Cat op parking fine is refunded

Gazette: Cat op parking fine is refunded Cat op parking fine is refunded

A WOMAN who was given a parking ticket while her cat was undergoing emergency surgery has got her money back.

Helen Dunston, 61, of Gilberd Road, Colchester, rushed her cat, Crunchie, to Companion Care Vets, at Colne Retail Park, in Cowdray Avenue, after he was hit by a car.

The ginger cat had to have X-rays and an operation straight away, meaning Ms Dunston stayed in the vets for 20 minutes longer than the two-hour parking limit.

She said: “I overstayed my time because I was worried about my cat.

“I wasn’t there shopping. I was in there because my cat was having an operation.

“I wasn’t thinking about the parking fine.”

Read the full story in today's Gazette.

Comments (5)

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12:11pm Fri 21 Feb 14

Ritchie_Hicks says...

These "fines" for this carpark are issued by private companies and by many opinions not worth the paper they are printed on.
These "fines" for this carpark are issued by private companies and by many opinions not worth the paper they are printed on. Ritchie_Hicks

1:41pm Fri 21 Feb 14

cynicalsubber says...

True, Ritchie, but at least in this case the company has done the decent thing - and it looks as if the cat is doing fine, so good news all round!
True, Ritchie, but at least in this case the company has done the decent thing - and it looks as if the cat is doing fine, so good news all round! cynicalsubber

4:17pm Fri 21 Feb 14

James 1 says...

These private car parking companies rely on peoples ignorance. They are not worth the paper they are printed on.

It will invariably say "Parking Charge Notice" not "Penalty Charge Notice". A play on words.

Look on the Internet. There are regulations private parks must adhere to,. to be able to enforce parking "fines" .
These private car parking companies rely on peoples ignorance. They are not worth the paper they are printed on. It will invariably say "Parking Charge Notice" not "Penalty Charge Notice". A play on words. Look on the Internet. There are regulations private parks must adhere to,. to be able to enforce parking "fines" . James 1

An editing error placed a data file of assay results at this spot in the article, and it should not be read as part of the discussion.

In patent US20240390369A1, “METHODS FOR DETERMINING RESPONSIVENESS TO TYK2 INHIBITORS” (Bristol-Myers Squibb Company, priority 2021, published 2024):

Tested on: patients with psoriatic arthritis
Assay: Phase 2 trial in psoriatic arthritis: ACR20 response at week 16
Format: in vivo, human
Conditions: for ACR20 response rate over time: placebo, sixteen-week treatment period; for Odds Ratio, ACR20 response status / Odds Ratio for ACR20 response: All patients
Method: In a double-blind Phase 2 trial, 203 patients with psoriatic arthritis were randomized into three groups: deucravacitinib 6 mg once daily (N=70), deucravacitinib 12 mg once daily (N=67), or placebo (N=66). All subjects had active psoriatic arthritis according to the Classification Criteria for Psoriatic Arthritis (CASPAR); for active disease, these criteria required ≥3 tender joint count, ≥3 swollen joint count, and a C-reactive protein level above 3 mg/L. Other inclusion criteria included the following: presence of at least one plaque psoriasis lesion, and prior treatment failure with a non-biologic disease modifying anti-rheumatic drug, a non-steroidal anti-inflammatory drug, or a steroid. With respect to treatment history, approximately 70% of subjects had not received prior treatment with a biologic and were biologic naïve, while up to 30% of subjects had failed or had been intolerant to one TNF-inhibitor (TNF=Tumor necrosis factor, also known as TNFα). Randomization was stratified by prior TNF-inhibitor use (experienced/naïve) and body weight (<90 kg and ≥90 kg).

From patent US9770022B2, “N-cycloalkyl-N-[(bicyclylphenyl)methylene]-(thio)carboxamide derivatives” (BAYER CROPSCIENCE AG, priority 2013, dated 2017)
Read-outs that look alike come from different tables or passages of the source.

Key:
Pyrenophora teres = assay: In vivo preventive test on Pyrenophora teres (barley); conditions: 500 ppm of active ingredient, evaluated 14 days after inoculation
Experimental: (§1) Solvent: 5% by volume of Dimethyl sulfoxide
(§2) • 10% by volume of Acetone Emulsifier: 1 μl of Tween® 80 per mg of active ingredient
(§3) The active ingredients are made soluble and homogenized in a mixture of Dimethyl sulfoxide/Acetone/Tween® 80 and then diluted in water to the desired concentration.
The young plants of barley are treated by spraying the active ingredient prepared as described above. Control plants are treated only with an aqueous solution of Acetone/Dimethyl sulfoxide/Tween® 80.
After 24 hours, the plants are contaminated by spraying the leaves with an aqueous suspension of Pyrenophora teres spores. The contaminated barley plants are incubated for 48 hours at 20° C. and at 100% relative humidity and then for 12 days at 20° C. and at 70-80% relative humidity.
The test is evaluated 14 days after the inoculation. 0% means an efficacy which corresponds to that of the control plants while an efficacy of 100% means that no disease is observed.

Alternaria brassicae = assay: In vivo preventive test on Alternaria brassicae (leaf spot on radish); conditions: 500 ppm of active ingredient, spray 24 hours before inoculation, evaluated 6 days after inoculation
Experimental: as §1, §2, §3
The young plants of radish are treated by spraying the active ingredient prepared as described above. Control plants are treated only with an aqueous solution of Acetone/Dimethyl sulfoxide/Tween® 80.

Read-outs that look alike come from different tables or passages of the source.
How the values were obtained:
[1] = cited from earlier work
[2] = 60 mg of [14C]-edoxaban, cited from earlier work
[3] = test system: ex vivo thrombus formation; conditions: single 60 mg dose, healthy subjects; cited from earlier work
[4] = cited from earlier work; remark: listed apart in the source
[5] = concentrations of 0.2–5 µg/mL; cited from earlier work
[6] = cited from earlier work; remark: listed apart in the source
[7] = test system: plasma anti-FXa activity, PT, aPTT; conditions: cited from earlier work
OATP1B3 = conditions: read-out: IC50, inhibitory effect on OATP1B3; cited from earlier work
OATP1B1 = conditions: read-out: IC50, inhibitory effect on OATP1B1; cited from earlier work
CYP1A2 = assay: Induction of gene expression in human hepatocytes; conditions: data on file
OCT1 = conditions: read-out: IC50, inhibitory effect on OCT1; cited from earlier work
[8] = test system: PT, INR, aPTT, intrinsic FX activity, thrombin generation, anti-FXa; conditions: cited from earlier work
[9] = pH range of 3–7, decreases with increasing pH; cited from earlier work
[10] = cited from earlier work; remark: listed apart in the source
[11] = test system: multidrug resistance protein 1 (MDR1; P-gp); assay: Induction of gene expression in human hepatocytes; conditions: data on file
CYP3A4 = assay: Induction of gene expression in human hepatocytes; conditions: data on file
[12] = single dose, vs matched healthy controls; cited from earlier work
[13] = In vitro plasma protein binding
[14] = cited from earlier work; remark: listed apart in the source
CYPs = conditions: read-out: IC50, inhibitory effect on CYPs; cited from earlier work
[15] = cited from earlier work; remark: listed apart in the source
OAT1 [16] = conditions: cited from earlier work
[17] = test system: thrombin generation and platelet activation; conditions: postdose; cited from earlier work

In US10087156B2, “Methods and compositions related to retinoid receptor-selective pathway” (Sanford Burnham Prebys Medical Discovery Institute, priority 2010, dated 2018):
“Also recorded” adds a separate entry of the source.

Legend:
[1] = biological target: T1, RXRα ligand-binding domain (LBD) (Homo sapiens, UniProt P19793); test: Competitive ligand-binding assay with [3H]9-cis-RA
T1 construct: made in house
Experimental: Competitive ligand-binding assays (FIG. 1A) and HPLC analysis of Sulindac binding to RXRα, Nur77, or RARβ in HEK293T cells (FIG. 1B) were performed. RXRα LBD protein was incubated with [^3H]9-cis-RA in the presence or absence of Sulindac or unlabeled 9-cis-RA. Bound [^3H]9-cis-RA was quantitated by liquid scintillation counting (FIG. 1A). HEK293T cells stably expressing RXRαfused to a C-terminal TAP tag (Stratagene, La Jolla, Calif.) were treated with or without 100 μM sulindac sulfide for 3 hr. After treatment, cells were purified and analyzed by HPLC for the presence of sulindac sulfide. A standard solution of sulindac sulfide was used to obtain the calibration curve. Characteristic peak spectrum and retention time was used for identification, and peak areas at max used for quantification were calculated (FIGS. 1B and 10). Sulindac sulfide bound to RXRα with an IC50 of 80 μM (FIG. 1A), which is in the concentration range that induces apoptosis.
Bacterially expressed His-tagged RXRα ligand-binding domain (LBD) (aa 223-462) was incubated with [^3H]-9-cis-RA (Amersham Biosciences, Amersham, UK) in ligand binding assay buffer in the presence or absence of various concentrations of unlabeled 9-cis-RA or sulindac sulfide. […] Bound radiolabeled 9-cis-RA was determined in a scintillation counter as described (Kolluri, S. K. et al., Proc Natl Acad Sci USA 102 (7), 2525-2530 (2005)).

11:08pm Fri 21 Feb 14

EengDem says...

The only thing you need to remember when dealing with these scammers is that there is nothing in Law giving them the power to enact a contract on behalf of the landowner to enable a land user to use the land.

Thanks to the good folk on moneysavingexpert.co
m ParkingEye and their ilk are getting a good financial kicking.
Every time someone appeals a PPC PCN and loses the intial appeal, the PPC has to give out a code to POPLA. This costs them £27 + VAT. The more appeals that go to POPLA, the more money it costs them.

Interestingly, the miss-information given to the Govt by the BPA in order to influence the POFA 2012 (namely S.4) has come back to bite them on the backside. The BPA blatantly lied by stating that the inclusion of what became S.4 would reduce the number of cases that would be brought to Court from around 9,000 p/a to around 200 (for the year their figures were based-on, only 235 drivers were in receipt of a Court notice). ParkingEye in the last year have issued 8,000 claims through the Courts.
This has lead HHJ Malone QC to Stay all ParkingEye cases brought in East Anglia. In March, the QC will decide whether or not these cases have any legitimate purpose and if they don't, this could spell disaster for the PPC industry. He could also put ParkingEye on the vexatious litigant list thus preventing them from ever taking anyone to Court.
Now, that would be hilarious considering Capita paid £57m for it in Oct. 2013.
It's value if the learned QC decides PPC PCNs have no legal substance would be £0.
The only thing you need to remember when dealing with these scammers is that there is nothing in Law giving them the power to enact a contract on behalf of the landowner to enable a land user to use the land. Thanks to the good folk on moneysavingexpert.co m ParkingEye and their ilk are getting a good financial kicking. Every time someone appeals a PPC PCN and loses the intial appeal, the PPC has to give out a code to POPLA. This costs them £27 + VAT. The more appeals that go to POPLA, the more money it costs them. Interestingly, the miss-information given to the Govt by the BPA in order to influence the POFA 2012 (namely S.4) has come back to bite them on the backside. The BPA blatantly lied by stating that the inclusion of what became S.4 would reduce the number of cases that would be brought to Court from around 9,000 p/a to around 200 (for the year their figures were based-on, only 235 drivers were in receipt of a Court notice). ParkingEye in the last year have issued 8,000 claims through the Courts. This has lead HHJ Malone QC to Stay all ParkingEye cases brought in East Anglia. In March, the QC will decide whether or not these cases have any legitimate purpose and if they don't, this could spell disaster for the PPC industry. He could also put ParkingEye on the vexatious litigant list thus preventing them from ever taking anyone to Court. Now, that would be hilarious considering Capita paid £57m for it in Oct. 2013. It's value if the learned QC decides PPC PCNs have no legal substance would be £0. EengDem

1:40pm Sun 23 Feb 14

stevedawson says...

Well l never, l just wish l could understand the last misive with all its abbreviations. Sad.
Well l never, l just wish l could understand the last misive with all its abbreviations. Sad. stevedawson

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